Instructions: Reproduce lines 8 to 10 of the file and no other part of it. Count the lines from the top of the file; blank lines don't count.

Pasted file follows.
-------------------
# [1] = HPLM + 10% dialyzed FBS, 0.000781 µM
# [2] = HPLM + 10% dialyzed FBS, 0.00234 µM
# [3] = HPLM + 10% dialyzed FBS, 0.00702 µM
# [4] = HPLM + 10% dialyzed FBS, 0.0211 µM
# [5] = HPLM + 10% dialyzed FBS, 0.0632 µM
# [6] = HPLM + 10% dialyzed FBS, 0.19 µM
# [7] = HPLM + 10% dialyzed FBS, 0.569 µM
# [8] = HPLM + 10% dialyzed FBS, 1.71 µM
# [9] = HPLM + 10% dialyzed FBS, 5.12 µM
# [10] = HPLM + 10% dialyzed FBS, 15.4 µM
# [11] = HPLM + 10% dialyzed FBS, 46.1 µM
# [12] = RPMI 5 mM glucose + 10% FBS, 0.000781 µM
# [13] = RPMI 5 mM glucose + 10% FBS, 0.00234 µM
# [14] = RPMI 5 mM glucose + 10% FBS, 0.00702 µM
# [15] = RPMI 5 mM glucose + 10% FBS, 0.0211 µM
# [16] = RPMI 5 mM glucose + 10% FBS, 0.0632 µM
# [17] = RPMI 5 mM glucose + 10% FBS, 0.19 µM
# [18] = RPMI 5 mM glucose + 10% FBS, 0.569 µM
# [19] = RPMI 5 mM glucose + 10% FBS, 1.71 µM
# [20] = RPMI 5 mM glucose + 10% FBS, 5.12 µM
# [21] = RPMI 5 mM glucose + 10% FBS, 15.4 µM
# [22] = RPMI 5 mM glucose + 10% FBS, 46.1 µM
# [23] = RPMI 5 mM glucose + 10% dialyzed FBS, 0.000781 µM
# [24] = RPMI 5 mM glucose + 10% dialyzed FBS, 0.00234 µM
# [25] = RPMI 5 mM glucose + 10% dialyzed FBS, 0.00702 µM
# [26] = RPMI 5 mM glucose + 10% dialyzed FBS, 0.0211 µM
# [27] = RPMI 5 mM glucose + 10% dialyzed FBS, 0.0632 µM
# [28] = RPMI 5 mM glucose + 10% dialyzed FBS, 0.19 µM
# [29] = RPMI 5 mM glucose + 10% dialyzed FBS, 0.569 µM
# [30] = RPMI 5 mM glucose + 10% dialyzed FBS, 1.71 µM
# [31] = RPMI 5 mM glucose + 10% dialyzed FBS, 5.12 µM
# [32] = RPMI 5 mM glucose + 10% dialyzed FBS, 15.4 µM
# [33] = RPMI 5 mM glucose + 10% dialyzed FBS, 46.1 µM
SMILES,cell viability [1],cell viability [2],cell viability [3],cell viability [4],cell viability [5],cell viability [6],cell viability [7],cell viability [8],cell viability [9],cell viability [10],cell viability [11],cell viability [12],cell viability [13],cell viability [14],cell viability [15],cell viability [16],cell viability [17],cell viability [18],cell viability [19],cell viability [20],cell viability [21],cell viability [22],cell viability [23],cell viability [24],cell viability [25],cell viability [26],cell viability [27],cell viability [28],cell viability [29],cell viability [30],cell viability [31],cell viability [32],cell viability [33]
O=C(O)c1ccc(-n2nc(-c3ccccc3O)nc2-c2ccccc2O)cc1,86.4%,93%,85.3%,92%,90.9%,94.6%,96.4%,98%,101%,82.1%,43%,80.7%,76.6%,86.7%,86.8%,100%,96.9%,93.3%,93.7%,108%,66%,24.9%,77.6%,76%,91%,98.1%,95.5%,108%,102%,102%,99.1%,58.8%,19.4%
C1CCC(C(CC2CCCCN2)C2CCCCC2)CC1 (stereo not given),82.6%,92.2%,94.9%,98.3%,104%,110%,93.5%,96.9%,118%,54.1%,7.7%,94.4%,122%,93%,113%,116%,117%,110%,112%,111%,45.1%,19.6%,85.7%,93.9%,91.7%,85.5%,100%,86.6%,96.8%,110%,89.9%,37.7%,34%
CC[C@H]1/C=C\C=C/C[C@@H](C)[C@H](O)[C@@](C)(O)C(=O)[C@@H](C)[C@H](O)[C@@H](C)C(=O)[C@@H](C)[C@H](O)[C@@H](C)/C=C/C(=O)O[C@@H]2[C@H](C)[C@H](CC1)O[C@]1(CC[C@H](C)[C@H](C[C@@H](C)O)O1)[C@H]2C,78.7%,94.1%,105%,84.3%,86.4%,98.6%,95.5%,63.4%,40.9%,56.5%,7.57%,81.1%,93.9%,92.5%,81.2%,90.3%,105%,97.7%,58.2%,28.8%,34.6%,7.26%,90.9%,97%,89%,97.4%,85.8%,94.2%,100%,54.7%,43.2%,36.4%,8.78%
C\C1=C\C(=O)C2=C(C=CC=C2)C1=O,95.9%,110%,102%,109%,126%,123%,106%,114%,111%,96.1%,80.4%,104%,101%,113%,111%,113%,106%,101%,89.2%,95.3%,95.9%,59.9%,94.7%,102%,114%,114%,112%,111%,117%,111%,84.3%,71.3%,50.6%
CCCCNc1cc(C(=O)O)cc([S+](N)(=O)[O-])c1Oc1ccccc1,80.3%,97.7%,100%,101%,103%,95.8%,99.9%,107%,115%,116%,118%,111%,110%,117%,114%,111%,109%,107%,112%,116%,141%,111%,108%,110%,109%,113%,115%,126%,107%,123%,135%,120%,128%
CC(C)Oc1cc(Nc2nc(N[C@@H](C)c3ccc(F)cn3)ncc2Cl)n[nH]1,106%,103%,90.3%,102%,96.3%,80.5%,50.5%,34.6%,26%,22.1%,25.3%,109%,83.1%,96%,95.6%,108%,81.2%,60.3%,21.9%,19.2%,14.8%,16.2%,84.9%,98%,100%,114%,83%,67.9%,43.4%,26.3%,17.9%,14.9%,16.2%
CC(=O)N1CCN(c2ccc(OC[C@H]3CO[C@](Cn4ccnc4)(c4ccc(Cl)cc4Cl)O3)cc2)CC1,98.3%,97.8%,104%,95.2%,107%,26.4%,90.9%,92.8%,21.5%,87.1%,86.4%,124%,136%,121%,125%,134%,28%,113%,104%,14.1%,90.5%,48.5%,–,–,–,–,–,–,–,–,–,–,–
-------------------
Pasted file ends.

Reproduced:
# [8] = HPLM + 10% dialyzed FBS, 1.71 µM
# [9] = HPLM + 10% dialyzed FBS, 5.12 µM
# [10] = HPLM + 10% dialyzed FBS, 15.4 µM